The Planning Department hasn’t been too much help, offering little input into rights and responsibilities for both sides, but some of that can be explained by area planner Corey Teague adjusting to his new role as Assistant Zoning Administrator. Whoever gets assigned to this project next, reach out, dammit, make yourselves useful.
But nowhere was it more apparent that it’s so easy to slip back into the bad old ways than with the developer vs. community dialog festering around the 1178 Folsom Street project.
When they established the Western SoMa Citizens Planning Task Force, the Board of Supervisors included a mandate that said:
“The Task Force shall develop basic height, density and design guidelines in order to provide a buffer between REDs and areas where more intense development might be allowed [emphasis added].”
In other words, don’t screw up our neighborhoods just to build more of your damn market-rate housing.
REDs are Residential Enclave Districts. These are the alleys where most of our neighbors live. Sumner Street, behind the project, is one of the narrowest alleys in the entire South of Market and the neighbors have been communicating to developer Erik Liu for more than two years that they don’t want any more cars dumped into their street. It’s already too dangerous, they say.
“The Planning Department told me I had to,” responded architect David Baker. Who told you that? I asked. Corey Teague, he responded. To his credit, Corey denies saying any such thing. Baker held a pre-app meeting on site recently. Everybody there said they didn’t want the garage exiting onto their alley. Wonder if that’s gonna make it into their pre-app report to the Department?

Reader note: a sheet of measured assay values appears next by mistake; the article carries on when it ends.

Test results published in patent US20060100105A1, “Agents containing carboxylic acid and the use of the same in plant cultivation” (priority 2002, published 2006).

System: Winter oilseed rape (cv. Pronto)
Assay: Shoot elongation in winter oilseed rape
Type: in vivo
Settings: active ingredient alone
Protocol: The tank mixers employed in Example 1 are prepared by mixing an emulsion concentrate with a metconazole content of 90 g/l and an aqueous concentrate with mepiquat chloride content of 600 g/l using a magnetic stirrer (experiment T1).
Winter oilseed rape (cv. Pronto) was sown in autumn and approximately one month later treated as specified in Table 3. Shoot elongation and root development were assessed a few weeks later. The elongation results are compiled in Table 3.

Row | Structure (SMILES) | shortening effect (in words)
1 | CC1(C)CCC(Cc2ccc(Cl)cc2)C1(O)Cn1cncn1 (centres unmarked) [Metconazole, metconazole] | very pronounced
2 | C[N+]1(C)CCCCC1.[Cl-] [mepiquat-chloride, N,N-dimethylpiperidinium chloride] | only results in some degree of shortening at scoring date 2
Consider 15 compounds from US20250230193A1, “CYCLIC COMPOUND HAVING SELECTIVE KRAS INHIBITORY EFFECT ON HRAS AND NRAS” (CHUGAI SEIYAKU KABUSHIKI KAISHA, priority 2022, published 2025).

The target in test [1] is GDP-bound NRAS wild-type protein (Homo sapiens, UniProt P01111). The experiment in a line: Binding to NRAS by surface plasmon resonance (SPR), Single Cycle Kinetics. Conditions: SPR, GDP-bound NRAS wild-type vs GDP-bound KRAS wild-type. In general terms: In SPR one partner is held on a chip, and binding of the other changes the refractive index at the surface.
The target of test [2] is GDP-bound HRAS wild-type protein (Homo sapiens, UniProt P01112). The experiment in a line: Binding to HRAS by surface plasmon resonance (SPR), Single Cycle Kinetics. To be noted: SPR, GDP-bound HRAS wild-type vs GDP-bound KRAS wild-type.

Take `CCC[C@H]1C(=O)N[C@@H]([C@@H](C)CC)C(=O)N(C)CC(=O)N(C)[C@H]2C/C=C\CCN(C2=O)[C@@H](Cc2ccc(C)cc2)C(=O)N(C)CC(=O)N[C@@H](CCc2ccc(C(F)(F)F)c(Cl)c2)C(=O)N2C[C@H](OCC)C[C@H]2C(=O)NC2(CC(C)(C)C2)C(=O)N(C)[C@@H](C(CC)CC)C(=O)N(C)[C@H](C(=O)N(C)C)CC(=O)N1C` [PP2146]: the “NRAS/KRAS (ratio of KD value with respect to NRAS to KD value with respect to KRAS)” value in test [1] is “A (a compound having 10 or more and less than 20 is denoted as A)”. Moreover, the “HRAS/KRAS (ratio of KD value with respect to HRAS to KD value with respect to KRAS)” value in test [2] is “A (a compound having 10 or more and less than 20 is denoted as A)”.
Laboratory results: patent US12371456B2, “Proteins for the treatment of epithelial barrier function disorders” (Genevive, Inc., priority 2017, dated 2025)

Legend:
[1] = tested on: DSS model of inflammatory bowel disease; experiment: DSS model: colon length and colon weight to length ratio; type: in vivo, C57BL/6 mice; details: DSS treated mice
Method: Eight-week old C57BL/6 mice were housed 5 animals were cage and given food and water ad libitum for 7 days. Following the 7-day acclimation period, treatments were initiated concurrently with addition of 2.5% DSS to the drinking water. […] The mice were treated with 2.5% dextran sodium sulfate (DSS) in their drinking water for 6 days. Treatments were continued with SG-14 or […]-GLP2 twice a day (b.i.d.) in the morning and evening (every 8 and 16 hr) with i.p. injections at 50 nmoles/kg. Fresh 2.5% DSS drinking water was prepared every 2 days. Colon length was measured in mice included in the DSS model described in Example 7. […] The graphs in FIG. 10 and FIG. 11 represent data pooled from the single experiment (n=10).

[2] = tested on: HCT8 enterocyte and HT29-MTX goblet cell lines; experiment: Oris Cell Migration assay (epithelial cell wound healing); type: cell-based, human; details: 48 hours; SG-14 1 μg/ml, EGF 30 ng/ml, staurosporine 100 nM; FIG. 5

The Western SoMa Design Standards are pretty blunt about this: parking access, when possible, shall be from the main streets in deference to pedestrian and bicycle use of the alleys. Folsom Street can endure a few curb-cuts. There’s one at this address already and Liu promised there will only be about seven or eight cars going in and out every day. The Planning Department has yet to take a public stand but Jeff Joslin, the Director of Current Planning, assured me that his team is respecting the Design Standards.
Michael Yarney’s three-building complex of micro-units across the street from the Eagle hasn’t had a pre-app meeting yet but they’ve already done a lot of walking around the neighborhood and gotten plenty of feedback. The units are awfully small, some contend, but overall they like the feel of the design. Very industrial, just like the neighborhood.
And that’s the way it’s supposed to work. Get the feedback early and often and respect the neighborhood. Terrance Alan said it exactly right early in the Task Force deliberations as we framed our vision for the neighborhood: take all the elements which make the area special, put them in a blender and pour it out onto the site.